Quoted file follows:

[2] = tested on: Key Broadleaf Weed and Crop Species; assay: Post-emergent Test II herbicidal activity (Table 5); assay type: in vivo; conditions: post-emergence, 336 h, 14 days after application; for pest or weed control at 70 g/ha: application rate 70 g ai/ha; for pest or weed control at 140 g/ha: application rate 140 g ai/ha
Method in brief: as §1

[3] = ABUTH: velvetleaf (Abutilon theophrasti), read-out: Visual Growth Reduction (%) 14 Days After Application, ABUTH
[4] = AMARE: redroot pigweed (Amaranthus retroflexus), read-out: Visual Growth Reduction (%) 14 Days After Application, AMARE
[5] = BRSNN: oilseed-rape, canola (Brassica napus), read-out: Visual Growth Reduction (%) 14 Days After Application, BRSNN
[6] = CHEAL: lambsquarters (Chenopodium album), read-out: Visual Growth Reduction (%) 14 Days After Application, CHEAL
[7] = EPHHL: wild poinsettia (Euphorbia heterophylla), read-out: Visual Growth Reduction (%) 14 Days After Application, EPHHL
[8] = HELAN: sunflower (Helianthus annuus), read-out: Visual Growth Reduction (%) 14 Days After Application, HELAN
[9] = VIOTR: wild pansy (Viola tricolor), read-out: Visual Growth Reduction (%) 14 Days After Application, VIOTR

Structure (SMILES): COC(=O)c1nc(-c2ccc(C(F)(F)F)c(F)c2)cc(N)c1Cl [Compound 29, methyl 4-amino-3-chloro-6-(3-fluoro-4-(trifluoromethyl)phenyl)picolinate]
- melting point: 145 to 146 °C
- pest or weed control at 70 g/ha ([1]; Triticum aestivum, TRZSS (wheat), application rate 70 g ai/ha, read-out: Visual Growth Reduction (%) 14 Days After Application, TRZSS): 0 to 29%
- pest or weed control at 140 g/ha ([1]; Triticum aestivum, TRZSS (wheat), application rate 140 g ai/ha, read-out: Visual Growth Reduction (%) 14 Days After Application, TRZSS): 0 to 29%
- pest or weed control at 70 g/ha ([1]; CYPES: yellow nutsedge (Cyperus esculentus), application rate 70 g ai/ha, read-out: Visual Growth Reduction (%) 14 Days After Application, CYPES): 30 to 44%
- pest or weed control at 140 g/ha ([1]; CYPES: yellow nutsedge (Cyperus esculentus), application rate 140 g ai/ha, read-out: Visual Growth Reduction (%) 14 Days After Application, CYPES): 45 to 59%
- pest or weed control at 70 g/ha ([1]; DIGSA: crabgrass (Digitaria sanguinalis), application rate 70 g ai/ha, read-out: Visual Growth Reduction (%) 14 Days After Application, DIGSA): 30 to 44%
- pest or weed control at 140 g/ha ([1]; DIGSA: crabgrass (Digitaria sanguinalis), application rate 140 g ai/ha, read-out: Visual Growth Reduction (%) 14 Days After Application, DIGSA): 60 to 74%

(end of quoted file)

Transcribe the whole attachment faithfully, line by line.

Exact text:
[2] = tested on: Key Broadleaf Weed and Crop Species; assay: Post-emergent Test II herbicidal activity (Table 5); assay type: in vivo; conditions: post-emergence, 336 h, 14 days after application; for pest or weed control at 70 g/ha: application rate 70 g ai/ha; for pest or weed control at 140 g/ha: application rate 140 g ai/ha
Method in brief: as §1

[3] = ABUTH: velvetleaf (Abutilon theophrasti), read-out: Visual Growth Reduction (%) 14 Days After Application, ABUTH
[4] = AMARE: redroot pigweed (Amaranthus retroflexus), read-out: Visual Growth Reduction (%) 14 Days After Application, AMARE
[5] = BRSNN: oilseed-rape, canola (Brassica napus), read-out: Visual Growth Reduction (%) 14 Days After Application, BRSNN
[6] = CHEAL: lambsquarters (Chenopodium album), read-out: Visual Growth Reduction (%) 14 Days After Application, CHEAL
[7] = EPHHL: wild poinsettia (Euphorbia heterophylla), read-out: Visual Growth Reduction (%) 14 Days After Application, EPHHL
[8] = HELAN: sunflower (Helianthus annuus), read-out: Visual Growth Reduction (%) 14 Days After Application, HELAN
[9] = VIOTR: wild pansy (Viola tricolor), read-out: Visual Growth Reduction (%) 14 Days After Application, VIOTR

Structure (SMILES): COC(=O)c1nc(-c2ccc(C(F)(F)F)c(F)c2)cc(N)c1Cl [Compound 29, methyl 4-amino-3-chloro-6-(3-fluoro-4-(trifluoromethyl)phenyl)picolinate]
- melting point: 145 to 146 °C
- pest or weed control at 70 g/ha ([1]; Triticum aestivum, TRZSS (wheat), application rate 70 g ai/ha, read-out: Visual Growth Reduction (%) 14 Days After Application, TRZSS): 0 to 29%
- pest or weed control at 140 g/ha ([1]; Triticum aestivum, TRZSS (wheat), application rate 140 g ai/ha, read-out: Visual Growth Reduction (%) 14 Days After Application, TRZSS): 0 to 29%
- pest or weed control at 70 g/ha ([1]; CYPES: yellow nutsedge (Cyperus esculentus), application rate 70 g ai/ha, read-out: Visual Growth Reduction (%) 14 Days After Application, CYPES): 30 to 44%
- pest or weed control at 140 g/ha ([1]; CYPES: yellow nutsedge (Cyperus esculentus), application rate 140 g ai/ha, read-out: Visual Growth Reduction (%) 14 Days After Application, CYPES): 45 to 59%
- pest or weed control at 70 g/ha ([1]; DIGSA: crabgrass (Digitaria sanguinalis), application rate 70 g ai/ha, read-out: Visual Growth Reduction (%) 14 Days After Application, DIGSA): 30 to 44%
- pest or weed control at 140 g/ha ([1]; DIGSA: crabgrass (Digitaria sanguinalis), application rate 140 g ai/ha, read-out: Visual Growth Reduction (%) 14 Days After Application, DIGSA): 60 to 74%